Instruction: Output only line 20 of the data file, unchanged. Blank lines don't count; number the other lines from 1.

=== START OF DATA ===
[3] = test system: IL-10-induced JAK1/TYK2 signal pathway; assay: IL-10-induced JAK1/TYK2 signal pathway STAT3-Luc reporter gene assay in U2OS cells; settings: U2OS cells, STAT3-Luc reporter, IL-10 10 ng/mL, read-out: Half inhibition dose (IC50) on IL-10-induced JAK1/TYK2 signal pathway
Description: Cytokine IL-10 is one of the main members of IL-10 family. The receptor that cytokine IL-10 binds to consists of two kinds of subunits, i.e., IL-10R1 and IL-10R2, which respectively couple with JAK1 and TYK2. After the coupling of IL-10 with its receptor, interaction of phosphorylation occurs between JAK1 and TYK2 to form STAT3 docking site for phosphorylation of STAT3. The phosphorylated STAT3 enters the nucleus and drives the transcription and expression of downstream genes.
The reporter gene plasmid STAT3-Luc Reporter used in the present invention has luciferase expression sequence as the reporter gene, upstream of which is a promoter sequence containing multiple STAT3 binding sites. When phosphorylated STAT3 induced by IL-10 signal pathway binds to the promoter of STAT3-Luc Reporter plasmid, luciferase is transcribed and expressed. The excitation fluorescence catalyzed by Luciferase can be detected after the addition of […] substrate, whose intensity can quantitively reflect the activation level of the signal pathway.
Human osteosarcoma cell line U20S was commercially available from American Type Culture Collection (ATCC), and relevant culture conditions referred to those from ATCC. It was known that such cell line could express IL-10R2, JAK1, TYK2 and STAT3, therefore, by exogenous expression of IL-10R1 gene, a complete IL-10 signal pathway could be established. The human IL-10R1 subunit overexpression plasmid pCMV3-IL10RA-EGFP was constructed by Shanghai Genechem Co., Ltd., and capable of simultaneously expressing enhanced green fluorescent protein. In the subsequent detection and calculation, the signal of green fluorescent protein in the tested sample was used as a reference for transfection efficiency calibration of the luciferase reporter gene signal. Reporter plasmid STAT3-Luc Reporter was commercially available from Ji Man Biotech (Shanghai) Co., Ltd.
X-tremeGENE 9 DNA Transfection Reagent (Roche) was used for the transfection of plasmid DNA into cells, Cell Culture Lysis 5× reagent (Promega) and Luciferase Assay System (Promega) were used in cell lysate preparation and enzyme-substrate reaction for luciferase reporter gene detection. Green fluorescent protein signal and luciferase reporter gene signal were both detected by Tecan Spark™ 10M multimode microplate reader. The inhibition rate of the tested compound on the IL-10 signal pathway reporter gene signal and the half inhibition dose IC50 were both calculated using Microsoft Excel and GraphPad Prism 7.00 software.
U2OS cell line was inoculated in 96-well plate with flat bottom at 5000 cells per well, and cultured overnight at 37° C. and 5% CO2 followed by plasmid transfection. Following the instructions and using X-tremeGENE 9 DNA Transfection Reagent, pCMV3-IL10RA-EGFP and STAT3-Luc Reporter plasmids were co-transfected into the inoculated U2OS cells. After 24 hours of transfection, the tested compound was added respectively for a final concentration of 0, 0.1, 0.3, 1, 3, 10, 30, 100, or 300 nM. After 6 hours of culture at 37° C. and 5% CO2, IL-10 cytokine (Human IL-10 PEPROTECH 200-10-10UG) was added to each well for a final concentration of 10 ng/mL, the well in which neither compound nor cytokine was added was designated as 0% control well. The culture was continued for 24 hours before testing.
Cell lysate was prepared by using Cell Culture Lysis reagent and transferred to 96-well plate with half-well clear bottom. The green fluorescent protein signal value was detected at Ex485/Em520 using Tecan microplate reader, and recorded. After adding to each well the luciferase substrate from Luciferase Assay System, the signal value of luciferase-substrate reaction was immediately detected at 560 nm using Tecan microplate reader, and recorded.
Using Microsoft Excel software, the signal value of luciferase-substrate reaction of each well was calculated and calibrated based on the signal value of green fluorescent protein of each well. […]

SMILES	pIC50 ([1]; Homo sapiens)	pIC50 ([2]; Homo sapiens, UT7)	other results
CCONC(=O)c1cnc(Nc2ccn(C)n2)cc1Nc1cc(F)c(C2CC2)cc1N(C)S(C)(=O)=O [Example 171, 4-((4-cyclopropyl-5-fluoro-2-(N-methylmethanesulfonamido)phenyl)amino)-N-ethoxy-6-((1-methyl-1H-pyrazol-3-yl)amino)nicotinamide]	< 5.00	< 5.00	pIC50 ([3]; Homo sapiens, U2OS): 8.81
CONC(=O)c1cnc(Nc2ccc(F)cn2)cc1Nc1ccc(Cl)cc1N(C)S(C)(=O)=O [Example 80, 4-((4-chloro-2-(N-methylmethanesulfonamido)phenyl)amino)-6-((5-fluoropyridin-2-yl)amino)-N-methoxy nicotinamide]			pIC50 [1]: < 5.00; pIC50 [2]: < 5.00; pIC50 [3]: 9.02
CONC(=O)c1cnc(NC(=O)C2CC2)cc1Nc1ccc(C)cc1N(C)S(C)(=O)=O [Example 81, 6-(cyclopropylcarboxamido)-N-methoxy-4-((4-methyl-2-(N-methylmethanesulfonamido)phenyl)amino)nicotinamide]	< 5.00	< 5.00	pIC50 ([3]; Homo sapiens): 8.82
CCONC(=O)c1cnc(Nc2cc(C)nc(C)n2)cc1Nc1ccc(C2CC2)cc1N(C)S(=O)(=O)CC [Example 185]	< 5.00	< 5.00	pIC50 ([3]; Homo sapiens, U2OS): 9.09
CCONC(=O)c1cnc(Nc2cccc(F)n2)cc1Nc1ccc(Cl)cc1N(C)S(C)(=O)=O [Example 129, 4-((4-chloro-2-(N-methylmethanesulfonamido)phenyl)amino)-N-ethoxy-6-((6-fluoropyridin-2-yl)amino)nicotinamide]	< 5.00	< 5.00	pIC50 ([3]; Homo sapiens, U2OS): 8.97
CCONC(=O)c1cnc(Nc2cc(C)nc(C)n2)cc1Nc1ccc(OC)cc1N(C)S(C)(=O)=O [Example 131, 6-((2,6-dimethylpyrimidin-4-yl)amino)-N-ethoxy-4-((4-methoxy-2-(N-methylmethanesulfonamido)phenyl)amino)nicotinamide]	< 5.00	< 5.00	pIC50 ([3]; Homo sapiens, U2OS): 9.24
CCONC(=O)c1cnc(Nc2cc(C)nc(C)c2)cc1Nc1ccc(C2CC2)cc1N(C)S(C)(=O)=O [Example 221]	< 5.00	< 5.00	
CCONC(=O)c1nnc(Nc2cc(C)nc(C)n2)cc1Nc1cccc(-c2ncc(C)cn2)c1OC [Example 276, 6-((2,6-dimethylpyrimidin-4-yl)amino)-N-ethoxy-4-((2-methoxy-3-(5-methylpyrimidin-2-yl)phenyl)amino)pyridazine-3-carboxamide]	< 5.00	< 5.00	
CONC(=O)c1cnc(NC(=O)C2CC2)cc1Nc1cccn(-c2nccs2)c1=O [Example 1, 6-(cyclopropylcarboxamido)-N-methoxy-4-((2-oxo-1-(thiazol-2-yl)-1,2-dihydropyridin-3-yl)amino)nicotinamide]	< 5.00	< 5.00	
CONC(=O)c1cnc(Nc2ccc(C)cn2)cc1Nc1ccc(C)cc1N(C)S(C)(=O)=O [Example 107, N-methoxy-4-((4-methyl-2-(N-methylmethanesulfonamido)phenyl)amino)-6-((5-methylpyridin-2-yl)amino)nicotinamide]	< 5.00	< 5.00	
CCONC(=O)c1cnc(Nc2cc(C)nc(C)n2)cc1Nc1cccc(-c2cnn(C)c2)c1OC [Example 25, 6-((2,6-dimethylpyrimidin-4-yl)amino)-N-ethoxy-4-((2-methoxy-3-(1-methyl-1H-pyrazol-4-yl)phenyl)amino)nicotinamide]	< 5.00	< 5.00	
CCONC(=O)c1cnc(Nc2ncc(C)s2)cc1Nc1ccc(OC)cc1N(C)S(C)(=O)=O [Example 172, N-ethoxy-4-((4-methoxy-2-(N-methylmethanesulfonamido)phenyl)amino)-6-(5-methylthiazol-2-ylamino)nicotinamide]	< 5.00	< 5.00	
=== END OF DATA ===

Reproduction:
CCONC(=O)c1cnc(Nc2cc(C)nc(C)n2)cc1Nc1cccc(-c2cnn(C)c2)c1OC [Example 25, 6-((2,6-dimethylpyrimidin-4-yl)amino)-N-ethoxy-4-((2-methoxy-3-(1-methyl-1H-pyrazol-4-yl)phenyl)amino)nicotinamide]	< 5.00	< 5.00	